2008
                               
Revenues
  $ 106,919     $ 5,567     $     $ 112,486  
                                 
Loss before income taxes
  $ (43,235 )   $ (1,408 )   $     $ (44,643 )
Income taxes
    16,936       316             17,252  
                                 
Loss from discontinued operations, net of income taxes
  $ (26,299 )   $ (1,092 )   $     $ (27,391 )
                                 
Gain on disposal of discontinued operations, net of income taxes of $4.3 million
  $     $ 3,315     $     $ 3,315  
                                 
2007
                               
Revenues
  $ 110,153     $ 13,586     $     $ 123,739  
                                 
Income (loss) before income taxes
  $ (19,146 )   $ 733     $     $ (18,413 )
Income taxes
    2,994       (300 )           2,694  
                                 
Income (loss) from discontinued operations, net of income taxes
  $ (16,152 )   $ 433     $     $ (15,719 )
                                 
2006
                               
Revenues
  $ 160,074     $ 20,527     $ 47,851     $ 228,452  
                                 
Income (loss) before income taxes
  $ (57,001 )   $ 3,767     $ 397     $ (52,837 )
Income taxes
    4,379       (1,765 )     (163 )     2,451  
                                 
Income (loss) from discontinued operations, net of income taxes
  $ (52,622 )   $ 2,002     $ 234     $ (50,386 )
                                 
Gain on disposal of discontinued operations, net of income taxes of $2 million
  $     $     $ 2,814     $ 2,814  
                                 


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Fresh-Cut Flowers
 
2008 Compared with 2007:  Fresh-cut flowers loss before income taxes in 2008 increased to $43.2 compared to a loss of $19.1 million in 2007. The change was due primarily to a $17 million impairment charge on long-lived assets related to the Flowers transaction, of which the first phase closed during the first quarter of 2009. Product costs also increased as a result of unfavorable foreign currency exchange rates in Colombia, where the product is sourced. In addition, there were foreign currency hedge losses in 2008 of $0.3 million compared to foreign currency hedge gains of $6 million in 2007. These factors were partially offset by gains generated from the sale of the Miami headquarters building and a farm in Mexico as well as lower distribution costs due to changes in the customer base. If foreign currency exchange rates, in Colombia, during 2008 had remained unchanged from those experienced in 2007, the Company estimates that its fresh-cut flowers loss before taxes would have been lower by approximately $4 million, excluding the impacts of hedging.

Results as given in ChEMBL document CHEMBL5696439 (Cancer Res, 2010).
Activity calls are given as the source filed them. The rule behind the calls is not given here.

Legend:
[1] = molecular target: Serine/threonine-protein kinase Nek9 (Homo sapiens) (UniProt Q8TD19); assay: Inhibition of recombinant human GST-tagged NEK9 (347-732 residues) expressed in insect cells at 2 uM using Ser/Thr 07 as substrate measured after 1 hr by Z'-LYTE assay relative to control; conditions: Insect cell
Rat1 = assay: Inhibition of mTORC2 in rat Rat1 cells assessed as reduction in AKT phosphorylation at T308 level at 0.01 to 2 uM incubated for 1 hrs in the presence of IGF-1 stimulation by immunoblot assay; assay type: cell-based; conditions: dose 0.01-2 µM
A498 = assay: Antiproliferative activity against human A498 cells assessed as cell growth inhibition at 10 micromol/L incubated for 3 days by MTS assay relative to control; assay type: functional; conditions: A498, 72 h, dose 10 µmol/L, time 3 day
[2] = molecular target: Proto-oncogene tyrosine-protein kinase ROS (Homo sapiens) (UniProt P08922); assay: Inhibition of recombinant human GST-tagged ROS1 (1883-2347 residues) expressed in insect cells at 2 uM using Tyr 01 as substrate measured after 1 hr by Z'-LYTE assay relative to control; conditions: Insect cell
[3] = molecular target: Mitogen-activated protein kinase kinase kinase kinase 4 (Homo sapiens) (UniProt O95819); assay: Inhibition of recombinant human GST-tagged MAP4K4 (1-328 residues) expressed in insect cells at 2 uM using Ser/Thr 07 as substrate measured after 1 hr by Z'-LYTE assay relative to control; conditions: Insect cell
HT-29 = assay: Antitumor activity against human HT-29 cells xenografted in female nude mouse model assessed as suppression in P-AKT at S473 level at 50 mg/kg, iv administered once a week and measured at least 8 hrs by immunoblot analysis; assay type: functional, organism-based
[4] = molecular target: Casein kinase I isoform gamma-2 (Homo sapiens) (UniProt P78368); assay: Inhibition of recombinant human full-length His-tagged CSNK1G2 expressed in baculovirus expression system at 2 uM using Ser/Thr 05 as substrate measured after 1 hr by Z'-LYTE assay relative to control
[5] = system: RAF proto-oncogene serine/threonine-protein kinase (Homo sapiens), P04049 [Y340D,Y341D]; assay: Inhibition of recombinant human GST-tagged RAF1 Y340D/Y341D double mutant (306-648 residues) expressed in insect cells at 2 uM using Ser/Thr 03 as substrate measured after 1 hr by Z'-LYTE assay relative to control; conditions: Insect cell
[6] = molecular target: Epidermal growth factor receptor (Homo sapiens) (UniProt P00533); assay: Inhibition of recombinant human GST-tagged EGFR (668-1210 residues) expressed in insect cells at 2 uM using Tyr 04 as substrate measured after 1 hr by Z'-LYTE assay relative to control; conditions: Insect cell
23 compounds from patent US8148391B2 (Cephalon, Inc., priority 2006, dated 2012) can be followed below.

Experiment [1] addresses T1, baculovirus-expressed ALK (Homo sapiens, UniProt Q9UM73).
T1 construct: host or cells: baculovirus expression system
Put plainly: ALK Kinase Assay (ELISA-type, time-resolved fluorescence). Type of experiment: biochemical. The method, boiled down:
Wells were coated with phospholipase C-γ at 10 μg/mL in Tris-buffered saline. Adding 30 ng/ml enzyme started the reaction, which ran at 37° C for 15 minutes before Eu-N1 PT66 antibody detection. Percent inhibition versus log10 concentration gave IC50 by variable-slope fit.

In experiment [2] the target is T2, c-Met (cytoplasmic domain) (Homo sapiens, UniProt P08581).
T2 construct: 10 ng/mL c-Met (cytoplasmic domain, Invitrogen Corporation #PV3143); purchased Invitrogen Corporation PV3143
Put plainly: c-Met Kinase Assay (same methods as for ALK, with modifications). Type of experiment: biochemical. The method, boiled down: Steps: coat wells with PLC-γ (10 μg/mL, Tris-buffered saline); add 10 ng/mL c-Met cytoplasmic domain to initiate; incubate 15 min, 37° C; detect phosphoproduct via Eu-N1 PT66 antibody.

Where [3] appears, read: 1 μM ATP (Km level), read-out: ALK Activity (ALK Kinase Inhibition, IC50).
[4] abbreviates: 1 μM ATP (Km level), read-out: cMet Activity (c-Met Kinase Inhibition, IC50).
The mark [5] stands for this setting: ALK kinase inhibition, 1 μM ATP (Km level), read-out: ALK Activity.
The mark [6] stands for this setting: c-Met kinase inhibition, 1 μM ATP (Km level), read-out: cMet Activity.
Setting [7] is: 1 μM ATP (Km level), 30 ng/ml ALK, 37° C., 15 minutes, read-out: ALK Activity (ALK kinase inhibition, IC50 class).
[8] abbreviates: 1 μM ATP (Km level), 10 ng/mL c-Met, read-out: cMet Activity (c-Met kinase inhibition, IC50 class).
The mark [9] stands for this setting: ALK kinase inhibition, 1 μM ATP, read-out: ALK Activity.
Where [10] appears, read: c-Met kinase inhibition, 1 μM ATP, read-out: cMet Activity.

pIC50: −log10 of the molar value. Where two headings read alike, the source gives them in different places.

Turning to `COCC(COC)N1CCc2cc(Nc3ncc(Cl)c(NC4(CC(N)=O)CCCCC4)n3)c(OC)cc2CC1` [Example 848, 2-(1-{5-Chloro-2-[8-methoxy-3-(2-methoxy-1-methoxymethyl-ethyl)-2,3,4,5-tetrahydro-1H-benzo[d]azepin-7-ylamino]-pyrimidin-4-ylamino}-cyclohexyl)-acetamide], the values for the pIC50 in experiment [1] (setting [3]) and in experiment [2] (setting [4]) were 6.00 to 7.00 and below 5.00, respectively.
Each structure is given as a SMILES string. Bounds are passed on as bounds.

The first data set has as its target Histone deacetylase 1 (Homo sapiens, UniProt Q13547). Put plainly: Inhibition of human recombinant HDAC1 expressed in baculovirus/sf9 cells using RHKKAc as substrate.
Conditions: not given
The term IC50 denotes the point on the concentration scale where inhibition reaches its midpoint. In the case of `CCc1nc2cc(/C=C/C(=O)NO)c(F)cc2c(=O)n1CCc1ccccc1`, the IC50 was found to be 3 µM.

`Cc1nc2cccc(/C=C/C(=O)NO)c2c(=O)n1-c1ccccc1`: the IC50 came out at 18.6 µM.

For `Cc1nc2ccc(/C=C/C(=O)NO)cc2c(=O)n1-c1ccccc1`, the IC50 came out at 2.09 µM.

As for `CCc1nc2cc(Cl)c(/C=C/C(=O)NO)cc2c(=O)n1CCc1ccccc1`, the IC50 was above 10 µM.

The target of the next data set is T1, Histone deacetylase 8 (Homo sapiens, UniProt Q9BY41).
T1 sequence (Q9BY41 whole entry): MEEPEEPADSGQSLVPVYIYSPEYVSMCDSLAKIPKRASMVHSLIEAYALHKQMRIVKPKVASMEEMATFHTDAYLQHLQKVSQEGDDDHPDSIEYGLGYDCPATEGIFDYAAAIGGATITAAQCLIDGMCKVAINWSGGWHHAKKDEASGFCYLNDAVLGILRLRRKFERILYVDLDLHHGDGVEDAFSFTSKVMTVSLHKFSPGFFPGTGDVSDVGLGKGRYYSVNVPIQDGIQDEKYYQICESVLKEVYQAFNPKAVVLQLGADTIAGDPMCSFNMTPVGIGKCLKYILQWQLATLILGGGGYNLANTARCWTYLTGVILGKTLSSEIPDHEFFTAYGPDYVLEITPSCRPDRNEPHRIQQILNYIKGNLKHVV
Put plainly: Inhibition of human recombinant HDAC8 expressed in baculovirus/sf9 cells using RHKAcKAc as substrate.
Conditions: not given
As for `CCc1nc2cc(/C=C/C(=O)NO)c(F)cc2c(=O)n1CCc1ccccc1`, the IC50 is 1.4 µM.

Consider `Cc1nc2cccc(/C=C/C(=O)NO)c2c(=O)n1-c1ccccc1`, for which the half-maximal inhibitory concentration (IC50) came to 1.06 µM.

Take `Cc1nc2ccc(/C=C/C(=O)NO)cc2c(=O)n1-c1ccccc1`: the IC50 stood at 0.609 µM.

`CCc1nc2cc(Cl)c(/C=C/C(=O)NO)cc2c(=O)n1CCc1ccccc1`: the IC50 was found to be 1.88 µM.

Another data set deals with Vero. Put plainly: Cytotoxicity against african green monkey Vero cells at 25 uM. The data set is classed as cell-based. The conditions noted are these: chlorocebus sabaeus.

2007 Compared with 2006:  Fresh-cut flowers loss before income taxes in 2007 improved to a loss of $19.1 million from a loss of $57 million in 2006. The lower loss is primarily due to the absence of restructuring-related and asset impairment charges recorded in 2006 of $29 million. Lower shipping expenses, due in part to the renegotiation of an airfreight contract, also contributed to the improvement of the loss. These improvements were partially offset by higher product costs resulting from damage to roses in Colombia caused by adverse weather conditions. If foreign currency exchange rates, in Colombia, during 2007 had remained unchanged from those experienced in 2006, the Company estimates that its fresh-cut flowers loss before taxes would have been lower by approximately $7 million, excluding the impacts of hedging. Fresh-cut flowers also benefited from foreign currency hedge gains of $4 million and $2 million related to the early settlement of the Colombian peso hedges.
 
Liquidity and Capital Resources
 
CASH REQUIREMENTS:
 
The following table summarizes the Company’s contractual obligations and commitments at January 3, 2009:
 
                                         
    Payments Due by Period  
    Less Than
                After
       
    1 Year     1-2 Years     3-4 Years     4 Years     Total  
    (In thousands)  
 
Contractual obligations:
                                       
Fixed rate debt
  $ 345,000     $ 600,000     $ 155,000     $     $ 1,100,000  
Variable rate debt
    8,785       169,738       812,294       4,039       994,856  
Notes payable